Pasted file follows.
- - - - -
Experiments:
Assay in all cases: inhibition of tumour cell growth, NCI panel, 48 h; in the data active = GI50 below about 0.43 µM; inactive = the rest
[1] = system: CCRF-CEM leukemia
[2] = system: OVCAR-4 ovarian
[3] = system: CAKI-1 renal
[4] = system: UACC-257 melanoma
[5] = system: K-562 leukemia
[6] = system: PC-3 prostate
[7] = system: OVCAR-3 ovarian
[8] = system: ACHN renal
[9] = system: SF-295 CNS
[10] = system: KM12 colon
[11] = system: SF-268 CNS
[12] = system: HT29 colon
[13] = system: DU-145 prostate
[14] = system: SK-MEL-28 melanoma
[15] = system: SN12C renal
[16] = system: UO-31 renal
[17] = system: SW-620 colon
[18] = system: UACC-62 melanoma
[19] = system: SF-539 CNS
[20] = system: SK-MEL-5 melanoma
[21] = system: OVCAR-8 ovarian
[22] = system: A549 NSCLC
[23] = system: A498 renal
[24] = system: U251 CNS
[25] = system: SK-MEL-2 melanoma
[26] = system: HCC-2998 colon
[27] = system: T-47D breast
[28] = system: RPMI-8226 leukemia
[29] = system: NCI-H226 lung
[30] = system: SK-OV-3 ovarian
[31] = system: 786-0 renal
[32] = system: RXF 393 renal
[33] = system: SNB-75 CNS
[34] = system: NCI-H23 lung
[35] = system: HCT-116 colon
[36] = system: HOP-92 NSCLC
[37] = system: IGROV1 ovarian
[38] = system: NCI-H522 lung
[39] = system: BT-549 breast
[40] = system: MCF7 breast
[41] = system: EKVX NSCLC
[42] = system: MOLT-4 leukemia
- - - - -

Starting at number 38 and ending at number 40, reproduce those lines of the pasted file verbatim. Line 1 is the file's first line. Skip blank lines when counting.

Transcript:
[36] = system: HOP-92 NSCLC
[37] = system: IGROV1 ovarian
[38] = system: NCI-H522 lung